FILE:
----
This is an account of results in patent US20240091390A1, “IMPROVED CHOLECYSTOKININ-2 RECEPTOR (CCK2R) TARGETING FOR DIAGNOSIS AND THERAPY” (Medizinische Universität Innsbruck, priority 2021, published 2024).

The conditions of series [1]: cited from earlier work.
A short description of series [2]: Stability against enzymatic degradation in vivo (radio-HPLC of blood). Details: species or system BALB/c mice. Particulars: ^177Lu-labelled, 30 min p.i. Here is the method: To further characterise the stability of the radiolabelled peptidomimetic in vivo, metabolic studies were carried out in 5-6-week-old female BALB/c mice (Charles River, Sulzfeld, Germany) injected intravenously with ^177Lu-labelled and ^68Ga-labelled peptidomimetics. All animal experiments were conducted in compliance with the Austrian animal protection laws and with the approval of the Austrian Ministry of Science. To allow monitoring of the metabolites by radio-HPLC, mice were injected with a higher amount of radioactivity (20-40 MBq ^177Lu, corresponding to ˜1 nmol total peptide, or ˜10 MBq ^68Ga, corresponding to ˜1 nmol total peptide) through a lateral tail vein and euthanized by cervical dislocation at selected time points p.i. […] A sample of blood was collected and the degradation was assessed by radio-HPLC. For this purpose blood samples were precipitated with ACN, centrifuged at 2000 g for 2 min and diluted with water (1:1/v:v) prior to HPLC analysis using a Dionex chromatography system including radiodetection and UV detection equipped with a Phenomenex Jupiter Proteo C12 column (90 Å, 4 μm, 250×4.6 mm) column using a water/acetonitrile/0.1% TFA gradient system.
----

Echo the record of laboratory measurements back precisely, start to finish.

This is an account of results in patent US20240091390A1, “IMPROVED CHOLECYSTOKININ-2 RECEPTOR (CCK2R) TARGETING FOR DIAGNOSIS AND THERAPY” (Medizinische Universität Innsbruck, priority 2021, published 2024).

The conditions of series [1]: cited from earlier work.
A short description of series [2]: Stability against enzymatic degradation in vivo (radio-HPLC of blood). Details: species or system BALB/c mice. Particulars: ^177Lu-labelled, 30 min p.i. Here is the method: To further characterise the stability of the radiolabelled peptidomimetic in vivo, metabolic studies were carried out in 5-6-week-old female BALB/c mice (Charles River, Sulzfeld, Germany) injected intravenously with ^177Lu-labelled and ^68Ga-labelled peptidomimetics. All animal experiments were conducted in compliance with the Austrian animal protection laws and with the approval of the Austrian Ministry of Science. To allow monitoring of the metabolites by radio-HPLC, mice were injected with a higher amount of radioactivity (20-40 MBq ^177Lu, corresponding to ˜1 nmol total peptide, or ˜10 MBq ^68Ga, corresponding to ˜1 nmol total peptide) through a lateral tail vein and euthanized by cervical dislocation at selected time points p.i. […] A sample of blood was collected and the degradation was assessed by radio-HPLC. For this purpose blood samples were precipitated with ACN, centrifuged at 2000 g for 2 min and diluted with water (1:1/v:v) prior to HPLC analysis using a Dionex chromatography system including radiodetection and UV detection equipped with a Phenomenex Jupiter Proteo C12 column (90 Å, 4 μm, 250×4.6 mm) column using a water/acetonitrile/0.1% TFA gradient system.